Michigan emergency manager law could privatize jails
Indeed, voiding labor contracts and outsourcing government services is a key aspect of how they are expected to balance the budgets of financially stressed towns.
“[C]ertain functions of police work, such as jails, can easily be privatized,” said Louis Schimmel, executive administrator for the city of Warren.
Schimmel has deep experience with applying private sector solutions to economically struggling towns. In 1986 he was appointed receiver for the city of Ecorse, where his efforts to cut costs through privatization were dubbed by the Mackinac Center, “a major, although tentative victory for market forces.”
As emergency financial manager in Hamtramck from 2000-2006 Schimmel sold off the Dept. of Public Works.
Schimmel said that Warren is considering following the example of Sterling Heights, which contracted out the management of its jail last year. Sterling Heights replaced the police officers at their jail with the Danish private security company
G4S — once known as Wackenhut.
Schimmel said that a lack of private sector alternatives makes it difficult to privatize whole police departments but communities can consolidate services and costs with neighboring municipalities or purchase services from the county.
This is underway in the city of Pontiac, where the police, under pressure from emergency financial manager Michael Stampfler, voted to dissolve their union in expectation that some would be hired on by the Oakland County Sheriff’s Dept.
Some are worried that the rush to cut police labor costs will impair public safety.
According to Michigan Association of Police Chiefs executive director Tom Hendrickson, there is no requirement for minimum level of police services in Michigan communities. “There could be literally no police,” he said.
Privately run jails and prisons have created controversy around the country as they have become more common. A report from the Sentencing Project says that cost savings from privatization are illusory:
Research to date has concluded that there is little evidence that privatization of prisons results in significant public savings. In a 1996 General Accounting Office (GAO) review of several comparative studies on private versus public prisons, researchers acknowledged, “because the studies reported little difference and/or mixed results in comparing private and public facilities, we could not conclude whether privatization saved money.” A study by the Bureau of Justice Assistance (BJA) released in 2001 had similar conclusions, stating that “rather than the projected 20-percent savings, the average saving from privatization was only 1 percent”8 and “the promises of 20-percent savings in operational costs have simply not materialized.”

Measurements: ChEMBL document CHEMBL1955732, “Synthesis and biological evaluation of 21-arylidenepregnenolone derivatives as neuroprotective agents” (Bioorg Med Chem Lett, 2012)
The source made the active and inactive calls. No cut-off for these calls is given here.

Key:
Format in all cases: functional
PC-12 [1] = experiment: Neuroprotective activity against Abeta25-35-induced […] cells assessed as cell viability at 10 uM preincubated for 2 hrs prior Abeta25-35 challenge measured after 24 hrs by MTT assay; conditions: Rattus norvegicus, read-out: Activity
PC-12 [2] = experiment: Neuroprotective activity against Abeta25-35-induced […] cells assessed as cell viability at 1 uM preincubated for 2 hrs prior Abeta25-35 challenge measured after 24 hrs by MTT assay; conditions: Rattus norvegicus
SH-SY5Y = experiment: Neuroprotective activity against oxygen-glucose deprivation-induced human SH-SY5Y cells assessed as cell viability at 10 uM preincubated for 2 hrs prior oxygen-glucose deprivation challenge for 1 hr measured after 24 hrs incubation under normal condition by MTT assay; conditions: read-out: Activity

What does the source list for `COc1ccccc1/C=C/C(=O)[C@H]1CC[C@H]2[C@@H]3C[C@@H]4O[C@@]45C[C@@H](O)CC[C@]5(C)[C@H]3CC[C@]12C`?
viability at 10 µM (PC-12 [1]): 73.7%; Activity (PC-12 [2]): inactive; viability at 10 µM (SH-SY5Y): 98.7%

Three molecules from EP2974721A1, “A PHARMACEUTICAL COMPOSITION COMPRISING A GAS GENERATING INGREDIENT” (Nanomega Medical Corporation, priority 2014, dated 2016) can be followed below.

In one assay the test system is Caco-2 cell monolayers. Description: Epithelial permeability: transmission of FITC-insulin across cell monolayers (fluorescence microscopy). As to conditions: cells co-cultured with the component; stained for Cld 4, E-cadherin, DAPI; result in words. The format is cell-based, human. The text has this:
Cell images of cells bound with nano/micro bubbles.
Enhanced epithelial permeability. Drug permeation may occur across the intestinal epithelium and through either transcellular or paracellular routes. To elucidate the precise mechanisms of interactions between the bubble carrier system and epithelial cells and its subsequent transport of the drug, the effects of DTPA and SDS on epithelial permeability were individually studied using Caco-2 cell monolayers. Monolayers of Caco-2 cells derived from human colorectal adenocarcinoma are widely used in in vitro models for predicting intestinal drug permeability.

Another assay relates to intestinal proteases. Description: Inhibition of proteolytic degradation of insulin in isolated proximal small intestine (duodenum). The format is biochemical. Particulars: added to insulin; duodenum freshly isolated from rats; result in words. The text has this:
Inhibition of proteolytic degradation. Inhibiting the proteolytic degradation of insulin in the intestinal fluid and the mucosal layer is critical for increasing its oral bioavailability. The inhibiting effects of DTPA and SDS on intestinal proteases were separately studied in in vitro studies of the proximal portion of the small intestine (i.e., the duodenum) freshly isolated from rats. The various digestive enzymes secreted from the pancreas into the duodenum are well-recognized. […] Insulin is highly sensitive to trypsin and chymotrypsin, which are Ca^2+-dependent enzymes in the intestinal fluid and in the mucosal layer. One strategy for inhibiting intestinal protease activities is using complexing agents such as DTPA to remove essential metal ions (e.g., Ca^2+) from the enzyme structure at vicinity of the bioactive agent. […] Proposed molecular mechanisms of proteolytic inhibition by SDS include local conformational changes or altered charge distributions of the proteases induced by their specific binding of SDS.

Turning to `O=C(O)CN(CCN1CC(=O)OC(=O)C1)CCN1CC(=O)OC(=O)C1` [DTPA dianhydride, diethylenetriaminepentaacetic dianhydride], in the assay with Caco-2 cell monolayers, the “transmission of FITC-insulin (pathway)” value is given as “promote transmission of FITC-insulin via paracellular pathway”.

Critics also argue that private jails and prisons have significantly more safety problems, including escape attempts and assaults on guards and other inmates.
More problematic is the BJA study’s further assertion that “the rate of major incidents is higher at private facilities than at public facilities.” A survey of the prison industry conducted by analyst James Austin also found 49% more inmate on staff assaults and 65% more inmate on inmate assaults occurred in private minimum and medium security facilities than in comparable publicly run facilities.
Michigan Association of Police executive director Fred Timpner said he feels its important to maintain public control of policing
Regardless of the practicalities, however, Hendrickson argues that privatizing police work will put a crucial public function under the control of corporations and take us back to a time few would like to revisit.
“[E]arly police or sheriff’s (sic) in England were the feudal lords army,” he said via e-mail. “As a result they were controlled by the local nobility. Abuse was rampant. To this day in Europe there is fear of a private police force … they are mercenaries.”
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